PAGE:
Table 1 outlines the potential COVID-19 vaccines undergoing Phase-III clinical trials, which have shown promising results during their early course of development, but it is not necessary that all of them will get final approval. Therefore, it becomes crucial to have the right approach to deliver promising vaccines to protect humankind. In April 2020, WHO launched a collaboration strategy called access to COVID-19 tools (ACT). The primary purpose of launching the ACT was to bring scientists/researchers, governments, civil society, philanthropists, businesses, and health organizations together at one platform to speed up all the possible ways (including testing, treatments, and vaccination) to tackle the pandemic. In a similar way, WHO has launched COVAX, a platform that will ensure that once a safe and effective vaccine is ready, it reaches out to the right people, i.e., the one at higher risk (frontline healthcare workers/vulnerable people). WHO, GAVI, and Coalition for Epidemic Preparedness Innovations (CEPI) look after the COVAX. COVAX aims to support various vaccine candidates’ scientific research and development and further their manufacture and price negotiation. 

While the race for vaccine development is still ON, based on early promising data shown by these 11 vaccines, we can expect to have at least one or two approved for ready-to-use purposes by early 2021. In this situation, a pre-planning strategy can work for countries. At the country level, the government can form a regulatory or monitoring body that can look after all the possible strategies. For this purpose, the WHO developed a Vaccine Introduction Readiness Assessment Tool (VIRAT). Countries can use VIRAT as a directional map. This pre-planning approach includes 1) Adequate planning and coordination: a national committee with various roles and responsibilities. 2) Regulatory pathway and surveillance: to ensure timely approval, prioritisation, and administration of the vaccine 3) Adequate training, supervision and service delivery: to reduce chances of contamination and ensure proper administration during immunisation process. 4) Monitoring and evaluation: a framework for wide distribution and acceptability. 5) Vaccine transportation  and Safety surveillance: a proper standard operating procedure (SOP) for cold chain supply of the vaccine. vaccine pharmacovigilance team will ensure the safety issues during the immunisation session. The policymakers and the governments can use these approaches to develop an initial strategy for vaccinating the population. It will also enable the government to have a speedy and effective vaccination program.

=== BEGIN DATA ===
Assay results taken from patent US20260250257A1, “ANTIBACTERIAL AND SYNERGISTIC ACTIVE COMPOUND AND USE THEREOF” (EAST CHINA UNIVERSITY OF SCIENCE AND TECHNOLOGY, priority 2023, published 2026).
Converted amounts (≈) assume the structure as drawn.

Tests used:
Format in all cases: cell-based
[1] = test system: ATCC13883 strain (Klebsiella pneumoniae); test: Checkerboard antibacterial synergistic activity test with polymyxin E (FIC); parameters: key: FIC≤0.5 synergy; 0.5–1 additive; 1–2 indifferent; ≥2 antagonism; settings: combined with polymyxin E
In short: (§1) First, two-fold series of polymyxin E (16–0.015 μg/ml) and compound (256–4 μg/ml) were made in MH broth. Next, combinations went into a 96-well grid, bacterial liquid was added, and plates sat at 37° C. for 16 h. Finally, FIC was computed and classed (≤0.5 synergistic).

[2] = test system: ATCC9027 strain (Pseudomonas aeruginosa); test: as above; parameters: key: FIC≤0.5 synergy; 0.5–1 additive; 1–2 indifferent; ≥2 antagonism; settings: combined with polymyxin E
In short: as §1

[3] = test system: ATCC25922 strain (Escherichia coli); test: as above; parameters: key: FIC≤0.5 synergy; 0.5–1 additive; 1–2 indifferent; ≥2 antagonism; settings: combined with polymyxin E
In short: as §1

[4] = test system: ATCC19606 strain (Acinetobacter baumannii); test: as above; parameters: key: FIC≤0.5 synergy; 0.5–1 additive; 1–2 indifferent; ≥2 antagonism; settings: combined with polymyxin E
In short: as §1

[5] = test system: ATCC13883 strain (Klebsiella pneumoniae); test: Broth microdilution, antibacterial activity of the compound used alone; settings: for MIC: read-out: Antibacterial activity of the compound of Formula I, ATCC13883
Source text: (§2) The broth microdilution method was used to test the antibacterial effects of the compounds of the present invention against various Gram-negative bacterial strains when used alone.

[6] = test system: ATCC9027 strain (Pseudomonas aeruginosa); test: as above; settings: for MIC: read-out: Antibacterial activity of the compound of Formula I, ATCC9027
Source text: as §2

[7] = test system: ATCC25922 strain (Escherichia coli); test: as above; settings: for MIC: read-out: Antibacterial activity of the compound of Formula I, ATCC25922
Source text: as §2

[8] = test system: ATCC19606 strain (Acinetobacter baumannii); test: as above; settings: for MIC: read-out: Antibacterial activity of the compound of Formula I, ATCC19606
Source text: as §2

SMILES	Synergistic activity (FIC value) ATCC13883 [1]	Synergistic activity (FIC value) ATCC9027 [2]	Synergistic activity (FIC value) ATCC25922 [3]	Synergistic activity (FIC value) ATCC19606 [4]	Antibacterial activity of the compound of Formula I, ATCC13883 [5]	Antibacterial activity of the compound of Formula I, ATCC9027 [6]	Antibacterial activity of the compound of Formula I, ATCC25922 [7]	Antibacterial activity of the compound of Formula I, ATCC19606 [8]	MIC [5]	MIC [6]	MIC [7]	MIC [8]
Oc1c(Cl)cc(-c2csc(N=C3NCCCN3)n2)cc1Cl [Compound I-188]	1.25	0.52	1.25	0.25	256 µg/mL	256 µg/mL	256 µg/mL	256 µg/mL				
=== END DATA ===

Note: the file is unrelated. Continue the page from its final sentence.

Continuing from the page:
About the author

Saurabh Kumar

Saurabh Kumar is a Young Policy Professional affiliated with DST-Centre for Policy Research at the Indian Institute of Science (IISc), Bengaluru. Presently he is hosted at the Department of Science & Technology (DST), Government of India, New Delhi. He completed his B.Sc in Zoology (Hons) from Shivaji College, University of Delhi, followed by Masters in Life Sciences from the Central University of Punjab. He has more than four years of research experience from the National Institute of Immunology (NII), New Delhi, and the Post Graduate Institute of Medical Education and Research (PGIMER), Chandigarh. He has 17 international publications in peer-reviewed journals and is also acting as a reviewer for many international journals. Innovation in herbal medicine and its wide use for humankind through Indian technology are his primary research interests and he aims to improve the Indian education system.

About the author

Madhu Chopra

Ms. Madhu Chopra is presently in her final year of Ph.D., PGIMER, Chandigarh. She completed her Master's degree in Biochemistry from Panjab University, Chandigarh. Her area of research focuses on Hepatic Encephalopathy in patients with liver cirrhosis. She also has experience in the psychometric analysis (psychometric hepatic encephalopathy score) in Hepatic Encephalopathy patients. She has clinical research experience of more than 9 years. She has presented her work in several national and international conferences and workshops, and her research papers have been published in many peer-reviewed international journals. Her RG score is 22.49.